Do you think so little of me?
How bold you’ve become, breaking
my prohibition, defying
the command I solemnly gave you.
Well, I’ll pardon you once.
But let it happen again
and there’ll be no pardon. I warn you.”

{ Cui? fet Erec, qu’avez vos dit?
Or me prisiez vos trop petit.
Trop avez fet grant hardemant,
qui avez mon comandemant
et ma desfanse trespassee.
Ceste foiz vos iert pardonee,
mes s’autre foiz vos avenoit,
ja pardoné ne vos seroit. }

Erec then turned and drove his spear into the attacking knight and killed him. Erec killed the second man and wounded the third after chasing after him. He then returned to his wife:

And he warned her, fiercely, not
to disobey him, but hold
her tongue, speaking no word
whatever without his permission.

{ et mout la prist a menacier
qu’ele ne soit plus si hardie
c’un seul mot de la boche die
se il ne l’an done congié. }

That’s a terrifying shit-test. How could Enide pass it?

A little while later, five knights attacked Enide and Erec. Erec pretended not to see them coming. Enide was perplexed and scared:

Misery! What can I do?
What can I say? My lord
has warned me not to make him
angry by speaking a single
word, no matter what.
And yet, if they kill my lord,
there’ll be no one and nothing to help me.
I’ll be as good as dead.

{ Lasse, fet ele, que ferai?
Ne sai que die ne que face,
que mes sires mout me menace
et dit qu’il me fera enui
se je de rien paroil a lui.
Mes se mes sires ert ci morz,
de moi ne seroit nus conforz,
morte seroie et malbaillie. }

For Enide, the issue ultimately was all about her. She continued in her thoughts:

Oh God! My lord sees nothing.
Why are you waiting, idiot?
Why worry about that promise?
It’s been so long since I said
a thing! And surely these men
mean to do him harm.
Lord, how can I tell him?
He’ll kill me. Then let him kill me!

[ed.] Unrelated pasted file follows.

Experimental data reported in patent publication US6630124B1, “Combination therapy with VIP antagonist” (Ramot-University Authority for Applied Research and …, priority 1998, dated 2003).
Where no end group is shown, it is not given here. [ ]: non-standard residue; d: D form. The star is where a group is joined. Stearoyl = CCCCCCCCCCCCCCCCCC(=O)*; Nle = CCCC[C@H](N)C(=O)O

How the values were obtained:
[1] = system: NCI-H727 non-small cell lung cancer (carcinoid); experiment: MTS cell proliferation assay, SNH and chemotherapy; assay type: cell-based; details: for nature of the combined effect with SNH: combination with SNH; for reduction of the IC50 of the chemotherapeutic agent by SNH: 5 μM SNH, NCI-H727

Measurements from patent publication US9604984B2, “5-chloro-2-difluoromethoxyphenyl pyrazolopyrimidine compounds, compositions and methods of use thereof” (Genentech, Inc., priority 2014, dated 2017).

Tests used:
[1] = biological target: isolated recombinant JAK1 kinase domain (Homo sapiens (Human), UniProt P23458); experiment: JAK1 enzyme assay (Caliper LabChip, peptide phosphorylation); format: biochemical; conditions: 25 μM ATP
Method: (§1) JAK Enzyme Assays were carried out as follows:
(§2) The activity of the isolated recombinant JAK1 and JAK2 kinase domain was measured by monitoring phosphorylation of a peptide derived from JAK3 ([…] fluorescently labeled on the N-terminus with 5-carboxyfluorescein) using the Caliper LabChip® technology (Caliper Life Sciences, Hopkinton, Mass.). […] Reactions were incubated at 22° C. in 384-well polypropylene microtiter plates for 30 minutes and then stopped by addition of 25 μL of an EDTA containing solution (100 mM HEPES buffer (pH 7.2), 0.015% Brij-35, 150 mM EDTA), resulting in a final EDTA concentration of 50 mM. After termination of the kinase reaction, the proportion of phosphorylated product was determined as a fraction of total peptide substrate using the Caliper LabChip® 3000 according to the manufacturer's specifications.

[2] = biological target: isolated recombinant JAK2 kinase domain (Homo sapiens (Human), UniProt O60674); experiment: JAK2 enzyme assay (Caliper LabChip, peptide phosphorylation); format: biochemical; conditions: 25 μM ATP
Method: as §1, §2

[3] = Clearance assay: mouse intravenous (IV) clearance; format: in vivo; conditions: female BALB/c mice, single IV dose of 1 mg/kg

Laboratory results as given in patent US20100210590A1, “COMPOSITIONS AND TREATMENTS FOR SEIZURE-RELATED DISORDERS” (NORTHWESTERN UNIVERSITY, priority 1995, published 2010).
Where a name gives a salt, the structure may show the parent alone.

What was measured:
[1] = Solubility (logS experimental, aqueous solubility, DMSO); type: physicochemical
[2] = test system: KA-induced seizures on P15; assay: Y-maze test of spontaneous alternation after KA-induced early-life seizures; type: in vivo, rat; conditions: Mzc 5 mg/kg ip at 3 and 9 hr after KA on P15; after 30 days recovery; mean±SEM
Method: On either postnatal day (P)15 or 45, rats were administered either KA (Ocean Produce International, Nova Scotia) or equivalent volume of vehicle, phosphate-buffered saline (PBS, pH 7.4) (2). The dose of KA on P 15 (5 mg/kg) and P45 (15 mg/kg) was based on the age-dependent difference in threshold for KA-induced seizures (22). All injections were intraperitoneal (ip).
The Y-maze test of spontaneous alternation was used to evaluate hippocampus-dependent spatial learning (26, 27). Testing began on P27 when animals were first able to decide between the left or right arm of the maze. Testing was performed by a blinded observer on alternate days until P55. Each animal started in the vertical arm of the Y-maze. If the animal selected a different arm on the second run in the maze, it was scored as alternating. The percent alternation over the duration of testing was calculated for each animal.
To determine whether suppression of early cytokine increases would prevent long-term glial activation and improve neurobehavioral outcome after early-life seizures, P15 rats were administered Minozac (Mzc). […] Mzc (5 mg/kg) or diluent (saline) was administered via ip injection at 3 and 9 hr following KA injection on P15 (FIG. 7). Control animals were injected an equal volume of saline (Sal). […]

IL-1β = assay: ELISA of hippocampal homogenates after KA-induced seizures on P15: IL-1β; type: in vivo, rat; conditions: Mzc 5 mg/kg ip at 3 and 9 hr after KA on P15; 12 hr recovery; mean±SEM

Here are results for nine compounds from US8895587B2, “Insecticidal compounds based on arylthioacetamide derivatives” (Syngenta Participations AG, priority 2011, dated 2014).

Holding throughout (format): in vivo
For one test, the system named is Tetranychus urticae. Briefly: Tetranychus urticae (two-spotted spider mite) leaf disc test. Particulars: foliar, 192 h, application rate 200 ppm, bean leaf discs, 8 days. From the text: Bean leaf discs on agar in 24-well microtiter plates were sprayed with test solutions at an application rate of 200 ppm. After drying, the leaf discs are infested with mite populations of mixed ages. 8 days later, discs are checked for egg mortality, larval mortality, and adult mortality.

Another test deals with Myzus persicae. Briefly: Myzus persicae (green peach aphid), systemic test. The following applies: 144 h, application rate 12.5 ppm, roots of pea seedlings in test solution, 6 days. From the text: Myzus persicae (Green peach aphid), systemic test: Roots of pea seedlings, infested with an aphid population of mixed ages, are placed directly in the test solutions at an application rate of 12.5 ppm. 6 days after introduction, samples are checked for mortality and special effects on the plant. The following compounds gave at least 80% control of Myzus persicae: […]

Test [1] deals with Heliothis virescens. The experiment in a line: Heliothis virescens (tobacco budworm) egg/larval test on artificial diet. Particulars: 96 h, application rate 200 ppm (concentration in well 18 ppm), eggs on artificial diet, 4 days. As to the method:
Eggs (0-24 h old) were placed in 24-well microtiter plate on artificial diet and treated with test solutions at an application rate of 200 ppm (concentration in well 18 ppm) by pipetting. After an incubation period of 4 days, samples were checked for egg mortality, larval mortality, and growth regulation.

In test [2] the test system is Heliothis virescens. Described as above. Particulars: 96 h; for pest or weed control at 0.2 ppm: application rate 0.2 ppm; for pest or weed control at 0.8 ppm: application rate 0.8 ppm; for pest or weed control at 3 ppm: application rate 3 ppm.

How can I keep from telling him?

{ Dex! mes sire ne le voit mie;
qu’atant je dons, malveise fole?
Trop ai or chiere ma parole
quant je ne li ai dit pieç’a.
Bien sai que cil qui vienent ça
sont de mal faire ancoragié.
Ha! Dex, comant li dirai gié?
Il m’ocirra. Asez m’ocie!
ne leirai que je ne li die. }

Medieval literature of men’s sexed protest tells of men’s concerns about women failing to keep secrets. Five knights attacking Enide and Erec was no secret. Enide, in mortal danger, couldn’t resist speaking of it:

So she said, softly, “My lord!”
“What? What do you want?”
“Have mercy, my lord! It’s just
that five bold men have ridden
out of the forest, and they frighten me.
I’ve watched them coming and I’m sure
they propose to pick a fight
with you. Four have hung back,
and the fifth one’s coming toward you
as fast as his horse can carry him.
He’ll be here any minute.
And those four who stayed behind
are still so very close.
They could all help if they had to.”

{ Lors l’apele dolcemant: “Sire.
— Cui? fet il, que volez vos dire?
— Sire, merci! dire vos vuel
que desbunchié sont de ce bruel
.v. chevalier, don je m’esmai.
Bien pans et aparceü ai
qu’il se voelent a vos conbatre;
arrieres sont remés li quatre,
et li cinquiesmes a vos muet
tant con chevax porter le puet;
ne gart l’ore que il vos fiere;
li catre sont remés arriere,
mes ne sont gaires de ci loing:
tuit le secorront au besoing.” }

In response, Erec criticized his wife Enide. He even told her that he hated her:

You’ve done wrong,
breaking once again
the silence I laid upon you.
I’ve always known you thought me
worth remarkably little.
You’ll win no thanks from me,
giving such warnings. Listen,
and understand: I hate you.

{ Mar le pansastes,
que ma parole trespassastes,
ce que desfandu vos avoie;
et neporquant tres bien savoie
que gueres ne me priseiez.
Cest servise mal anpleiez,
que ge ne vos an sai nul gré;
bien sachiez que ge vos an hé }

He continued:

I’ve told you before, and I tell you
once more. I’ll pardon you
again, but next time watch out.
Stop looking at me. It makes you
act like a fool, because
I loathe the words you speak.

{ dit le vos ai et di ancore.
Ancor le vos pardonrai ore,
mes autre foiz vos an gardez
ne ja vers moi ne regardez,
que vos feriez mout que fole,
car je n’aim pas vostre parole. }

Erec calmly killed four of the attacking men and left the fifth face down in the dirt. He then angrily told his wife to “hold her tongue or live to regret it {de parler a lui se taigne, / que max ou enuiz ne l’an vaigne}.”

This sort of shit-testing played out two more times, but the final battle was different. A dwarf knight gravely injured Erec in a brutal, drawn-out man-to-man battle. Before she went with Erec on their journey, Enide lamented:

What a fool
I am! Life was too good.
I had whatever I wanted.
Ah me! What made me so bold
that I spoke such insane words?
My God! Could my husband be too much
in love? Yes. He is.
So now he’ll send me away!
But not seeing my lord,
who loved me better than anyone